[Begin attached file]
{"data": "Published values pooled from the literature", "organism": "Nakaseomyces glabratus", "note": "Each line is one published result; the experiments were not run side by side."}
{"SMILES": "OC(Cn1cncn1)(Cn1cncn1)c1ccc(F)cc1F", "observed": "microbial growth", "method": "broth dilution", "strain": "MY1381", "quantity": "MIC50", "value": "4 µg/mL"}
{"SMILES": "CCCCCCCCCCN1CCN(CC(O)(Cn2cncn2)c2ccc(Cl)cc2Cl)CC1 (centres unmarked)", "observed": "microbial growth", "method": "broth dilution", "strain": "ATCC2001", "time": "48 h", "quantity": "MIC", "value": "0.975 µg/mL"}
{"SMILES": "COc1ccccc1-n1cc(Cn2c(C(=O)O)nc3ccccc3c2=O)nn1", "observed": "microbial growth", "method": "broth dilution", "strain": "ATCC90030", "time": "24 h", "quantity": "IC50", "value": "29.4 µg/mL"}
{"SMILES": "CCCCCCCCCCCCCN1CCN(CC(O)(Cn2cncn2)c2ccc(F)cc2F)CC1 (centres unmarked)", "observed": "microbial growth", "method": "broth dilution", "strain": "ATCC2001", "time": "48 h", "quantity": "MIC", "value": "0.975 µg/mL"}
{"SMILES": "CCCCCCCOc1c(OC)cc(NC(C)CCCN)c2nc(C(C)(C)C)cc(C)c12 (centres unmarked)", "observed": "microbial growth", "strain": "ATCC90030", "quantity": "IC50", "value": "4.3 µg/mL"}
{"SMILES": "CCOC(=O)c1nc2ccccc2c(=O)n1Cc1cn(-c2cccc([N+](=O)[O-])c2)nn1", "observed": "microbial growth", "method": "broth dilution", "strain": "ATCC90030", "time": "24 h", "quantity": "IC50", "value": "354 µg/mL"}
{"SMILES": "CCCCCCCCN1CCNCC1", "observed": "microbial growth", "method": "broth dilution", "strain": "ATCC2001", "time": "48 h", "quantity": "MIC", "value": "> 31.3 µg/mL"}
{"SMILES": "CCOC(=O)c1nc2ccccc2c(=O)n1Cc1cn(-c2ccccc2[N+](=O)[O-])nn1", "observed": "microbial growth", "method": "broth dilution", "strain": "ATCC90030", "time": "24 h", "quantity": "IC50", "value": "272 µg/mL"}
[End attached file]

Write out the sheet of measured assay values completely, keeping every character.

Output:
{"data": "Published values pooled from the literature", "organism": "Nakaseomyces glabratus", "note": "Each line is one published result; the experiments were not run side by side."}
{"SMILES": "OC(Cn1cncn1)(Cn1cncn1)c1ccc(F)cc1F", "observed": "microbial growth", "method": "broth dilution", "strain": "MY1381", "quantity": "MIC50", "value": "4 µg/mL"}
{"SMILES": "CCCCCCCCCCN1CCN(CC(O)(Cn2cncn2)c2ccc(Cl)cc2Cl)CC1 (centres unmarked)", "observed": "microbial growth", "method": "broth dilution", "strain": "ATCC2001", "time": "48 h", "quantity": "MIC", "value": "0.975 µg/mL"}
{"SMILES": "COc1ccccc1-n1cc(Cn2c(C(=O)O)nc3ccccc3c2=O)nn1", "observed": "microbial growth", "method": "broth dilution", "strain": "ATCC90030", "time": "24 h", "quantity": "IC50", "value": "29.4 µg/mL"}
{"SMILES": "CCCCCCCCCCCCCN1CCN(CC(O)(Cn2cncn2)c2ccc(F)cc2F)CC1 (centres unmarked)", "observed": "microbial growth", "method": "broth dilution", "strain": "ATCC2001", "time": "48 h", "quantity": "MIC", "value": "0.975 µg/mL"}
{"SMILES": "CCCCCCCOc1c(OC)cc(NC(C)CCCN)c2nc(C(C)(C)C)cc(C)c12 (centres unmarked)", "observed": "microbial growth", "strain": "ATCC90030", "quantity": "IC50", "value": "4.3 µg/mL"}
{"SMILES": "CCOC(=O)c1nc2ccccc2c(=O)n1Cc1cn(-c2cccc([N+](=O)[O-])c2)nn1", "observed": "microbial growth", "method": "broth dilution", "strain": "ATCC90030", "time": "24 h", "quantity": "IC50", "value": "354 µg/mL"}
{"SMILES": "CCCCCCCCN1CCNCC1", "observed": "microbial growth", "method": "broth dilution", "strain": "ATCC2001", "time": "48 h", "quantity": "MIC", "value": "> 31.3 µg/mL"}
{"SMILES": "CCOC(=O)c1nc2ccccc2c(=O)n1Cc1cn(-c2ccccc2[N+](=O)[O-])nn1", "observed": "microbial growth", "method": "broth dilution", "strain": "ATCC90030", "time": "24 h", "quantity": "IC50", "value": "272 µg/mL"}